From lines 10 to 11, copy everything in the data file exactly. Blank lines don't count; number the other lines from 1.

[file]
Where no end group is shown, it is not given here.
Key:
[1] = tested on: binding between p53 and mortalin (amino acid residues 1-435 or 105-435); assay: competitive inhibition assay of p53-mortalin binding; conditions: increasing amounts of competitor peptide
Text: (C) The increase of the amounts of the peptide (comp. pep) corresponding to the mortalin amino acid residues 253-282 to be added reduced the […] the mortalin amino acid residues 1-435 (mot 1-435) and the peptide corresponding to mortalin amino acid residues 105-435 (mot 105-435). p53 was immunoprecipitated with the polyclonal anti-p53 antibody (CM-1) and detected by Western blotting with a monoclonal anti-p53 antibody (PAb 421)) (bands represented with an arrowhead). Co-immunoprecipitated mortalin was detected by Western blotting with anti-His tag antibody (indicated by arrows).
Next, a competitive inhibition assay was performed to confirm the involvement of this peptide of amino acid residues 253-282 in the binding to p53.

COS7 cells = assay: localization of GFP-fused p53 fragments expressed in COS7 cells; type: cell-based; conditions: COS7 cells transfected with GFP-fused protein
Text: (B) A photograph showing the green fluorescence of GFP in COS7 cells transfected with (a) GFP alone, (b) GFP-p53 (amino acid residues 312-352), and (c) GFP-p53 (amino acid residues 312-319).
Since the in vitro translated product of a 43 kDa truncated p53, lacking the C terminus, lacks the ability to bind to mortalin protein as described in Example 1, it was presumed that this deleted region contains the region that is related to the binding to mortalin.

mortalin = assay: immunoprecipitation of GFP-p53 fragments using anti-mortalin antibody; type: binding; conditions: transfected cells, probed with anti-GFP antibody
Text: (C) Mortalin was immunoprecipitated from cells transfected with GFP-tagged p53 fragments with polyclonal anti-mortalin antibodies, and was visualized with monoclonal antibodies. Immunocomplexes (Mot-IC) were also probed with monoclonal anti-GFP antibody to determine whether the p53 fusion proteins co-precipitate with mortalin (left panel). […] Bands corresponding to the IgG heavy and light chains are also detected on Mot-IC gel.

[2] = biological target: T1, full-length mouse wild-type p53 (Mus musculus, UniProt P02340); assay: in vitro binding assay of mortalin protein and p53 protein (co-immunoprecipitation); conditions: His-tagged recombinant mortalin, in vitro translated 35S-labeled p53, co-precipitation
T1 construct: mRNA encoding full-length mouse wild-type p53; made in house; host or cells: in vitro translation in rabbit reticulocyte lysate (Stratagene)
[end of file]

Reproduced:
Text: (C) Mortalin was immunoprecipitated from cells transfected with GFP-tagged p53 fragments with polyclonal anti-mortalin antibodies, and was visualized with monoclonal antibodies. Immunocomplexes (Mot-IC) were also probed with monoclonal anti-GFP antibody to determine whether the p53 fusion proteins co-precipitate with mortalin (left panel). […] Bands corresponding to the IgG heavy and light chains are also detected on Mot-IC gel.

[2] = biological target: T1, full-length mouse wild-type p53 (Mus musculus, UniProt P02340); assay: in vitro binding assay of mortalin protein and p53 protein (co-immunoprecipitation); conditions: His-tagged recombinant mortalin, in vitro translated 35S-labeled p53, co-precipitation